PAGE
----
In broader terms, there is benefit in belonging to a specified network of relatively like-minded ministers. It is true that we all belong to the Church universal, but if that is the only group of church leaders we belong to we will belong to nobody when push comes to shove. We are human and we need support, friendship and fellowship on incarnational, not theoretical, levels.
But with denominational specificity comes doctrinal specificity. And here, there arise a handful of issues. Through the years I have wrestled with a few things: the culture of my denomination as opposed to its theology, doctrinal specifics my denomination has traditionally regarded as central that I do not, and a few specific areas of potential disagreement with the statement itself.
As to the culture of the Assemblies of God, there is a broad spectrum of church expression given the missional and entrepreneurial DNA of our denomination. But that does not mean that there have not been times in my ministry life when leadership has strongly implied that if I am not doing things their way I am doing them wrong. But as a wise leader once told me, "The beauty of the AG is that I can listen to those things and then go home and do church the way God built me to do church." This piece of advice kept me from leaving more than once while I listened to cultural pressures from pastors different from myself.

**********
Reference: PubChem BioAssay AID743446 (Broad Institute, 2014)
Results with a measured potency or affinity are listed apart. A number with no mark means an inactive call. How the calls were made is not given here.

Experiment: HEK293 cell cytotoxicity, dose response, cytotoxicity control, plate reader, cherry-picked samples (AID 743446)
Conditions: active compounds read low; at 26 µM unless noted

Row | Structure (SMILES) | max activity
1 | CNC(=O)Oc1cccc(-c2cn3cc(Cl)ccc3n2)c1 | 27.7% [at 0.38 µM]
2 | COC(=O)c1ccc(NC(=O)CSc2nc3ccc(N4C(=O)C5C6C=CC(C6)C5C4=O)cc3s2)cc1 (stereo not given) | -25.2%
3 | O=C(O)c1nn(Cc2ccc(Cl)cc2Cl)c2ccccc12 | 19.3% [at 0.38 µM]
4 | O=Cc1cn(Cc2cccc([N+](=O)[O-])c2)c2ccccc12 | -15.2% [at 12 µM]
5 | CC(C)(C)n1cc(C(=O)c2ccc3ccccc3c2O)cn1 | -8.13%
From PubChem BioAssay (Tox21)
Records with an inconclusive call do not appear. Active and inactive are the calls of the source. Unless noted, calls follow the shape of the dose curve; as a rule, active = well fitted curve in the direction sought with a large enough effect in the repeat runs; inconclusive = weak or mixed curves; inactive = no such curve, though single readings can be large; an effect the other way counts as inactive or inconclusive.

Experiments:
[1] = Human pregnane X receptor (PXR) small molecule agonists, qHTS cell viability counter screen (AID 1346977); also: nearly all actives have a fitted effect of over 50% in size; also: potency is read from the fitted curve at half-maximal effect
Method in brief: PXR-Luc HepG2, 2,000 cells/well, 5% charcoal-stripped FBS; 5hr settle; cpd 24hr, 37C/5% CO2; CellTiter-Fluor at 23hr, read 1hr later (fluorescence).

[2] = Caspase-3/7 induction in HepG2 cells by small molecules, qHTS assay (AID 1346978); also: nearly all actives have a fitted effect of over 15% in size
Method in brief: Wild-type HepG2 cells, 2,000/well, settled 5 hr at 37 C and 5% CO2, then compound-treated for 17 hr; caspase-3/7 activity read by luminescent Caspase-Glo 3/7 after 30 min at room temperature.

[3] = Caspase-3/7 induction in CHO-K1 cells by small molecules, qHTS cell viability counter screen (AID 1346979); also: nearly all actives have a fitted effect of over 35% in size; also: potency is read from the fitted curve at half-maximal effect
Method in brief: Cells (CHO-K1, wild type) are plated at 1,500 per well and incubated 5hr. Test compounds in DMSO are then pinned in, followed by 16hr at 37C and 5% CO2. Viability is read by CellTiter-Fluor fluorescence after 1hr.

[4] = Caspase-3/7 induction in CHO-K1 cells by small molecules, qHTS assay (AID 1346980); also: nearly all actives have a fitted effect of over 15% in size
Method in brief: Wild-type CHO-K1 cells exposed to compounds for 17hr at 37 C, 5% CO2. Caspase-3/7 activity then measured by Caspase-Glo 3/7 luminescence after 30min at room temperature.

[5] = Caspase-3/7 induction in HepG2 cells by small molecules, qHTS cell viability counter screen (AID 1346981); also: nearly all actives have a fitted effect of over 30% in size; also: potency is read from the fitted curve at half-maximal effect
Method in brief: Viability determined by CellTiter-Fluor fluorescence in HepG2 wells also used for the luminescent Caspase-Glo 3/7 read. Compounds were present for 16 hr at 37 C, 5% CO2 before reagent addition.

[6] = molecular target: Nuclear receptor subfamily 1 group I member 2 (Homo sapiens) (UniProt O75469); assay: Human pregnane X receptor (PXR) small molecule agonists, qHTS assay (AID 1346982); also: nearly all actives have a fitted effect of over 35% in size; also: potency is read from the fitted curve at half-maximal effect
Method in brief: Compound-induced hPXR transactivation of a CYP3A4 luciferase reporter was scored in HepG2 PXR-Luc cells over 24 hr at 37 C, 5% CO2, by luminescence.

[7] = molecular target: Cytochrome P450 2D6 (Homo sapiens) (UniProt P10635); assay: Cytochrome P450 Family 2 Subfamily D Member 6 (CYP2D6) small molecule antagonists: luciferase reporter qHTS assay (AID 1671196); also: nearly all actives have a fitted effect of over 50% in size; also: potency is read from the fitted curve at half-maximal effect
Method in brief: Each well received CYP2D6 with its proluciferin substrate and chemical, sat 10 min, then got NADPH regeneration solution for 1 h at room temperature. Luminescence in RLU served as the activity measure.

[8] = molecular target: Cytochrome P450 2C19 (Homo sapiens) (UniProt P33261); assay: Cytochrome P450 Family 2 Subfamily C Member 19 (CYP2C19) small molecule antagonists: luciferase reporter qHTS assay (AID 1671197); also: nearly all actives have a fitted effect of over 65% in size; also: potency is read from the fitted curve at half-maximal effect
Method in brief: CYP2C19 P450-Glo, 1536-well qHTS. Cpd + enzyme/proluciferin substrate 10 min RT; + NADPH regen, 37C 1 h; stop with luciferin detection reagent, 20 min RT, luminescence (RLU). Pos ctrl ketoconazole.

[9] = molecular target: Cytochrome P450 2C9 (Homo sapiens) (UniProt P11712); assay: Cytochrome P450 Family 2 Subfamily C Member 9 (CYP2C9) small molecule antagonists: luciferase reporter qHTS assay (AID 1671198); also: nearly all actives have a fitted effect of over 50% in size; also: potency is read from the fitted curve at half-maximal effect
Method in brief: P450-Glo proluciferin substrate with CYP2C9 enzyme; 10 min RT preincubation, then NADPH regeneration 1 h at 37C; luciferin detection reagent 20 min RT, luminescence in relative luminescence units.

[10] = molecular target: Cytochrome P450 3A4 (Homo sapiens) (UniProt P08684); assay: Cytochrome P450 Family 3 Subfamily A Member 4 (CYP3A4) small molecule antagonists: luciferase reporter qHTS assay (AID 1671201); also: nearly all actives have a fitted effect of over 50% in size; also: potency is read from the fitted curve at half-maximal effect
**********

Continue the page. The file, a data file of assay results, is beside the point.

As for doctrinal disagreements, my study and convictions have aligned me with our Statement of Fundamental Truths, though my sense of what is primary is a little different than our traditional formulations. This does not keep me from being a part of the AG. What it does is provide an encouragement to be a part of the theological growth of the movement. If I agree broadly and feel there are areas of growth in specifics, why not be a part of the movement and help build it from within? I don't know of a reason not to.
I went ahead and renewed again this year, and I think it will be a good thing.